An Indiana mother is warning other parents about the huge medical dangers of kids swallowing magnets. Jessica MacNair's son, Peyton, was 4 when he began whimpering and saying something was stuck in his throat.
Looking in his mouth, Jessica saw two tiny, round magnets fused to the child's uvula, the 30-year-old science teacher recently told the "Today" show.
Because she'd something similar on "Grey's Anatomy," Jessica and her husband rushed Peyton to the local emergency room. There, doctors took x-rays and found 25 more of the small magnets in his stomach.
“Most people don’t realize the dangers of swallowing magnets,” she said. “It can happen to anyone and it can happen in a split second.” Though the magnets are very small, their pull is quite strong.
“They could tear through tissue and the body,” his mom warned
Peyton, now 6, is autistic and sometimes acts much younger than his age, she said.
He told his mom he had pretended to eat a spaghetti string, which were really his older brother's magnets hooked together like a snake.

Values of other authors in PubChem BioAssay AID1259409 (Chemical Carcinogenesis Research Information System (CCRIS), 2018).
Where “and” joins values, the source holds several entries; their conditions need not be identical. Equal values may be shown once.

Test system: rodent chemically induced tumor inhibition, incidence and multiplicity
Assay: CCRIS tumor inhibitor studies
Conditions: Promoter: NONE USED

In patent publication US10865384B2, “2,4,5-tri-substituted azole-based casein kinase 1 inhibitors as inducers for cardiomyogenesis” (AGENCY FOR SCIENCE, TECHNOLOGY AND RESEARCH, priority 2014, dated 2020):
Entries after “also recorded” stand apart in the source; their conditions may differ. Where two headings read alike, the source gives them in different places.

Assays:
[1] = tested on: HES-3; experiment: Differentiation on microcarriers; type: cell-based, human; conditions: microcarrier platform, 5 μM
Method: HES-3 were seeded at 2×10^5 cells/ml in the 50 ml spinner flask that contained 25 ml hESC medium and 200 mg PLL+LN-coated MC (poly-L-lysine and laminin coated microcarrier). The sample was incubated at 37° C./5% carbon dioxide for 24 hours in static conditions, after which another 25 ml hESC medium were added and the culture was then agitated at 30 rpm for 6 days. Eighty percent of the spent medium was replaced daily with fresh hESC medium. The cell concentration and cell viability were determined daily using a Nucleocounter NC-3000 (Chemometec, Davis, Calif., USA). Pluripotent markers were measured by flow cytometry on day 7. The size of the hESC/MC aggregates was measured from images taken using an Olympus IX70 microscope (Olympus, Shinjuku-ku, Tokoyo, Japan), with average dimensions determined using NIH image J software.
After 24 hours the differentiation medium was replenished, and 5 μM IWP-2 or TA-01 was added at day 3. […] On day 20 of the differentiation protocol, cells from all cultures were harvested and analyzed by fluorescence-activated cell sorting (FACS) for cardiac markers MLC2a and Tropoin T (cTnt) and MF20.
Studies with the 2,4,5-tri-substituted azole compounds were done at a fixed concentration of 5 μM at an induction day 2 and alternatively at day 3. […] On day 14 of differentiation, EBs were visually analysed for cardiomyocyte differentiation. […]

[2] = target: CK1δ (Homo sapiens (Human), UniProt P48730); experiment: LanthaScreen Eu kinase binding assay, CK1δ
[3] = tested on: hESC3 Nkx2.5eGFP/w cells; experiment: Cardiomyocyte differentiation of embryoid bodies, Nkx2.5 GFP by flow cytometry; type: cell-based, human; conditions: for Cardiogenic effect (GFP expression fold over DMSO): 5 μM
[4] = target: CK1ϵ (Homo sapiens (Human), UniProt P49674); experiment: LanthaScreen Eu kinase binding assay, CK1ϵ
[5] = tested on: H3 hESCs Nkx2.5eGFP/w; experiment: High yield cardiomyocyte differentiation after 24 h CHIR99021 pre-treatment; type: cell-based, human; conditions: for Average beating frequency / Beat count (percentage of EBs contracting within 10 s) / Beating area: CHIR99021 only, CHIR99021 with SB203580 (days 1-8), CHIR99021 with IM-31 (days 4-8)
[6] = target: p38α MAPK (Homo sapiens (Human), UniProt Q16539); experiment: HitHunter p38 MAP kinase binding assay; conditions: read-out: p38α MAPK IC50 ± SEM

"These neodymium magnets, even if they are small, they can be really powerful. The size does not have anything to do with how powerful they are,” Dr. Michael Foreman, a gastroenterologist who treated Peyton, said on the morning program. “They have a strong pull.”
Physicians were able to remove the magnets by intubating the child and inserting a scope into his small intestine. The magnets adhered to the scope and were successfully withdrawn. Peyton suffered only a sore throat afterwards.
“I still see parents buying these for their kids and they are advertised as toys. They are fun to play with. I have played with them myself,” she said. “Most people don’t realize the dangers of swallowing magnets. Even if it is just one or two magnets … they are going to tear through your child," the mother said.